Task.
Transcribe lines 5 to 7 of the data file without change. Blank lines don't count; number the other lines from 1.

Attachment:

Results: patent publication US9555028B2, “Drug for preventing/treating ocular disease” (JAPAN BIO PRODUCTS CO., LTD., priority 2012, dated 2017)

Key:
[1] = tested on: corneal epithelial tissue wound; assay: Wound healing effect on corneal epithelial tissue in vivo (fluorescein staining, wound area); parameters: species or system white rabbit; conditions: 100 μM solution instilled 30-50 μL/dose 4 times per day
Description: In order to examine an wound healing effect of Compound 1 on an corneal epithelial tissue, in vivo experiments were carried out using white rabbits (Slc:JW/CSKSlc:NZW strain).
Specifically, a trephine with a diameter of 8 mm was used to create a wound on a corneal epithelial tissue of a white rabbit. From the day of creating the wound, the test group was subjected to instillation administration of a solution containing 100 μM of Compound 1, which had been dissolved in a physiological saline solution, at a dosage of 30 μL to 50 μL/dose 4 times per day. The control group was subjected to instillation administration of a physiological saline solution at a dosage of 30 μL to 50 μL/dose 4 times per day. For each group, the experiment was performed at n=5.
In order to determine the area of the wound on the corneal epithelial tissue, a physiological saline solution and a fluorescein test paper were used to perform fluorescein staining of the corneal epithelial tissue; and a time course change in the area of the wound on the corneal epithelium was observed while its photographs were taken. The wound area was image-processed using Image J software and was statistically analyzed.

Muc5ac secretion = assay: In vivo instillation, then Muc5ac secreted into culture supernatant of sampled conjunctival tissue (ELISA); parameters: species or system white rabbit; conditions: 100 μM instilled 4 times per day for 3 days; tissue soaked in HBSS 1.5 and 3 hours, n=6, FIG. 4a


Specifically, a trephine with a diameter of 8 mm was used to create a wound on a corneal epithelial tissue of a white rabbit. From the day of creating the wound, the test group was subjected to instillation administration of a solution containing 100 μM of Compound 1, which had been dissolved in a physiological saline solution, at a dosage of 30 μL to 50 μL/dose 4 times per day. The control group was subjected to instillation administration of a physiological saline solution at a dosage of 30 μL to 50 μL/dose 4 times per day. For each group, the experiment was performed at n=5.
In order to determine the area of the wound on the corneal epithelial tissue, a physiological saline solution and a fluorescein test paper were used to perform fluorescein staining of the corneal epithelial tissue; and a time course change in the area of the wound on the corneal epithelium was observed while its photographs were taken. The wound area was image-processed using Image J software and was statistically analyzed.

Muc5ac secretion = assay: In vivo instillation, then Muc5ac secreted into culture supernatant of sampled conjunctival tissue (ELISA); parameters: species or system white rabbit; conditions: 100 μM instilled 4 times per day for 3 days; tissue soaked in HBSS 1.5 and 3 hours, n=6, FIG. 4a